Shaking Up Sales, Loyalty With the Human Touch

It’s easy to rely on the latest breakthroughs in marketing technology to drive sales, meet quotas and secure our jobs. But in the end, we’re all human. And that human touch goes farther than the latest integration to your marketing stack. A great example of how the human touch builds brands and always will is Shake Shack.

Shake Shack logoWith all of the emphasis on customer journeys and engagement, a whole new genre of marketing technology has cropped up. We have Web content management, programmatic, social listening and customer experience platforms , just to name a very few of the many tools available. In fact, in February of this year, Gartner reported that 89 percent of marketers expect customer experience software to be key to how they set their brand apart and build value among customers. With the feedback mechanisms inherent in customer experience management (CEM) platforms, marketers can identify attitudes, issues, needs and reply quickly with relevant messaging and encouragement to take the next step in a brand’s journey toward lifetime value.

All of the computerized processes for tracking and deploying messaging are all we marketers need to secure repeat sales, referrals and lifetime value from our customers. Or not.

It’s easy to rely on the latest breakthroughs in marketing technology to drive sales, meet quotas and secure our jobs. But in the end, we’re all human. And that human touch goes farther than the latest integration to your marketing stack.

A great example of how the human touch builds brands and always will is Shake Shack.

What started as a fundraiser to rebuild Madison Square Park in New York City, has blossomed into a highly successful business and example of what can happen when you build a brand around human values not just shareholder value.  In 2001, Shake Shack started as a hot dog cart selling hot dogs, chips and lemonade to help support the Madison Square Park Conservancy’s first art installation. Its quick success resulted in a permanent kiosk just three years later and a larger menu, which now stands out among the best in all markets it serves across the globe for burgers, shakes and custards, all made from natural ingredients.

But if you ask Edwin Bragg, VP of marketing communications for Shake Shack, the foundation of the brand’s success goes back to its roots and the initial goal of bringing people together to enjoy good food, events and times just being with others.

As Edwin puts it:

“Shake Shack was built around the goal of bringing people together for a good community cause and to simply bring people together, too, while serving high-quality food that represented the American culture of gather events, like BBQs in the park, fun, and relaxation with friends and others in your community.”

In just a few years, the Shake Shack community has grown to 81 Shake Shacks in the U.S. and 132 worldwide, including locations in Dubai, London and Istanbul.

More than the latest marketing technology for capturing customer data, segmenting into key personas and deploying relevant communications about offers and products,  Shake Shack has succeeded by staying true to its goal of bringing people together. Beyond serving great food in great locations where people want to gather and relax, Shake Shack has built a running community among its customer base, the Shake Shack Track and Field.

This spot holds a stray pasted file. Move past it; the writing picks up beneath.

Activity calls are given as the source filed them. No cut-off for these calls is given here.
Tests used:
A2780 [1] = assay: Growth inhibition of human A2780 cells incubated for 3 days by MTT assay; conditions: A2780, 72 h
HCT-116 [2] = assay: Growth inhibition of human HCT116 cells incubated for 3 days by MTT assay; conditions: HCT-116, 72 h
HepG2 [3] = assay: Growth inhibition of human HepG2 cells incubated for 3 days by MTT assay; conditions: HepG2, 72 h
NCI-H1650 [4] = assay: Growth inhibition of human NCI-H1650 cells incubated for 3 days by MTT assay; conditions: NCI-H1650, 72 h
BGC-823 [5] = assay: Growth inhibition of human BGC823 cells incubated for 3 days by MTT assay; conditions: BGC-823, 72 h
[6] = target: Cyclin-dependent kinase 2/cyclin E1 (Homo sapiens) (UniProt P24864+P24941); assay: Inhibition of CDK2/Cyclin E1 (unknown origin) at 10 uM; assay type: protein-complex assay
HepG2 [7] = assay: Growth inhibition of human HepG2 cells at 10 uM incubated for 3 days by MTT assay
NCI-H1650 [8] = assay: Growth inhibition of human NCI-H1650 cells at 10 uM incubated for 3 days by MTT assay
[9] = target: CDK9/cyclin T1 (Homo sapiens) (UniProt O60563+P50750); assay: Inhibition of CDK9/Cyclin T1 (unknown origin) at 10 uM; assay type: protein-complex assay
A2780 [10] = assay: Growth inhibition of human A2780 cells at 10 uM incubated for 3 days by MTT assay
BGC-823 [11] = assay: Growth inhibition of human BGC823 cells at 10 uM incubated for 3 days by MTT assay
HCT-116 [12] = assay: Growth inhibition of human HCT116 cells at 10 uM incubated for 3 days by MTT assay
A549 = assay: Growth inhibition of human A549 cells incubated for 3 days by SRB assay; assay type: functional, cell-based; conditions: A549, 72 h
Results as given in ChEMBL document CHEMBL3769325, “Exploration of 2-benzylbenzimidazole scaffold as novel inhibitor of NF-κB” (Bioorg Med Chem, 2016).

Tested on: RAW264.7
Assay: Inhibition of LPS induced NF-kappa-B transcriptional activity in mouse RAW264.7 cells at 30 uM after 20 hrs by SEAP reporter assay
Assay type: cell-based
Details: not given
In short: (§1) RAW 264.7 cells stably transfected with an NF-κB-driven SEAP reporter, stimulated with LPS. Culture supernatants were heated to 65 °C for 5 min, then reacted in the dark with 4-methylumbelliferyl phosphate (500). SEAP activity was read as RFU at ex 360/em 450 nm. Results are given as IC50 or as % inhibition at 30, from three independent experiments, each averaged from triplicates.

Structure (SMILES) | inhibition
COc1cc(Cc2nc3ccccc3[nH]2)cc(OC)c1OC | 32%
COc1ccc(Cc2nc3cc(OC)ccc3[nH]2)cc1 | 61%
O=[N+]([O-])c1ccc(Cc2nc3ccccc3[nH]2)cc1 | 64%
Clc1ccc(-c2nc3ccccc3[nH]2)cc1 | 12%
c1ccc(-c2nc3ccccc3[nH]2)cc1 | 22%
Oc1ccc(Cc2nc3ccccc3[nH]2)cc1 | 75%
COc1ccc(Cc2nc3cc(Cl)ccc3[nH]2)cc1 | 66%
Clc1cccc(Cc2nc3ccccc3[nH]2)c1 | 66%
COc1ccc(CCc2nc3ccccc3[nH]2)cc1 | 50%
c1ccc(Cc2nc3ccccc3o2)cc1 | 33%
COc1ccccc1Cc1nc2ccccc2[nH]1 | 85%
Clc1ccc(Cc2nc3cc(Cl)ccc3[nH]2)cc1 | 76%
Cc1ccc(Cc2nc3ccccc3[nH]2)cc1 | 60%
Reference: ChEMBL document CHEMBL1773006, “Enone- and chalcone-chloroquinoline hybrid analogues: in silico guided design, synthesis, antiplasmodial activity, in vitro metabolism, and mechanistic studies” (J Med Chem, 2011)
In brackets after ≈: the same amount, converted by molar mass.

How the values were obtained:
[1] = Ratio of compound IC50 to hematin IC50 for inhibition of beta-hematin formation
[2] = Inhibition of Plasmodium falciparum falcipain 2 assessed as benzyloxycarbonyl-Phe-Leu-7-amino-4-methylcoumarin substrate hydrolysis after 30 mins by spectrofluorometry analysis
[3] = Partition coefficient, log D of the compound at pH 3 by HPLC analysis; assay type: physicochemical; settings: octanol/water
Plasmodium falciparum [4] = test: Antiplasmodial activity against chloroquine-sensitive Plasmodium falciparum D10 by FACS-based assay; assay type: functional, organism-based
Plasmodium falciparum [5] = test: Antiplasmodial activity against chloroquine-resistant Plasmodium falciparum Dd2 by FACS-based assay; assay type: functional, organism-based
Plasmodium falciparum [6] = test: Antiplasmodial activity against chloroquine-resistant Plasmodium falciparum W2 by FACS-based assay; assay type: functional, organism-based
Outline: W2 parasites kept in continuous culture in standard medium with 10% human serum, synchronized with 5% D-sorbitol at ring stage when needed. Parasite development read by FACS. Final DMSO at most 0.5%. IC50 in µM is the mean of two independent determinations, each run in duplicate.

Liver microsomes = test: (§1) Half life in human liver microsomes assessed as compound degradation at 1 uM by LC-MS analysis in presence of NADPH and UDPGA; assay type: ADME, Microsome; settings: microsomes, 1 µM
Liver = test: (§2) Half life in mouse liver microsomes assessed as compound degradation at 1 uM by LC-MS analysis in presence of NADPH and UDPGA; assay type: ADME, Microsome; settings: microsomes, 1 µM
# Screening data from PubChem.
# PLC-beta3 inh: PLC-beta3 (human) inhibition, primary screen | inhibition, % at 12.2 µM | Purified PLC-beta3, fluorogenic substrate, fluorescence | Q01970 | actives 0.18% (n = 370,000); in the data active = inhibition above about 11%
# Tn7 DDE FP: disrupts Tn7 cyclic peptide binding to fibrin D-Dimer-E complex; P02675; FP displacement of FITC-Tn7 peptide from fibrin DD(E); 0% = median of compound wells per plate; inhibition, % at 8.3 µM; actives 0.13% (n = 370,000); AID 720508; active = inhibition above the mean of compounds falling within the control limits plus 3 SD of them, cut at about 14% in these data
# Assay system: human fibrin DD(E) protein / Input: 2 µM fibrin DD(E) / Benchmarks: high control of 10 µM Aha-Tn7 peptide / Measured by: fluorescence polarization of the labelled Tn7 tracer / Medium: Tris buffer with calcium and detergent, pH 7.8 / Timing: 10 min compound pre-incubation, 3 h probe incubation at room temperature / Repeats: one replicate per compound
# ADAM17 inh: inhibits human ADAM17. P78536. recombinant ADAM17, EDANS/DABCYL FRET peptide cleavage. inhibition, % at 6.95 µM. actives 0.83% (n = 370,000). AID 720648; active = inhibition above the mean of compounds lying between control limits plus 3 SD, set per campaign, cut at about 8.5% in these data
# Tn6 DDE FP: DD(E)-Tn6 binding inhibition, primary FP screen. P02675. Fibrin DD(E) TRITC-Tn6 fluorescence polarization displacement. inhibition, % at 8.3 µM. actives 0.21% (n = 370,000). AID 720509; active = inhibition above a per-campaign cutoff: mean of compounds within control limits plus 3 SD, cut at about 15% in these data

Started by Shake Shack’s general manager in Philadelphia, Allen Ng, the first run went so well the brand decided to repeat it and now it has 10 chapters across the country. Each chapter meets up once a month for a group run, which ends at the local Shake Shack location where all runners get a drink on the house. And like the Shake Shack menu, this program has expanded to include bike rides and yoga sessions. In short order, the program gained more than 4,000 followers on the Shake Shack Track and Field Facebook page. More importantly, it gained support, enthusiasm, loyalty among consumers and a brand community.

This story inspires me because, even with all of the technology we have available to monitor manage and maximize our customers’ value to our brand, nothing takes the place of the human touch. Building experiences that go far beyond your brand matter. Not just in building running clubs that bring people together and cement loyalty and repeat sales. But in bringing people together to work toward common causes, like raising funds to restore art, vibrancy and community at a local park in a busy city.

As you build your marketing strategies and technology plans, its critical that you build in customer experiences that are not managed or executed by a computer system, and that don’t just work to make masses of customers feel noticed among the multitude of others. Find ways to create human interaction and bulid communities in person, in real-time and around real values. Brands who do this will be the brands that succeed far after the latest innovation in technology has been replaced and long forgotten.

Stop Blaming Marketing Problems on Software

When faced with a large amount of unrefined, unstructured and uncategorized data, we must indeed fix the data first. Let’s not even think about blaming the data storage platforms like Hadoop, MongoDB or Teradata here. That would be like blaming rice storage facilities for not being able to refine rice for human consumption.

DataI often hear statements like “Our client has a Tableau problem.” Or, it is something about Hadoop or data platforms, as in “We have an issue with Hadoop.” What did it do, use offensive language? I wonder what the real issue is.

In any case, such general statements don’t help much. I guess a medical doctor feels the same way when she hears that her patient has a headache. What does that even mean, headache? What kind of headache? Prolonging or sporadic? Throbbing or sharp pain? Overall, or one-sided? Or, do you just want to avoid conversations with your spouse?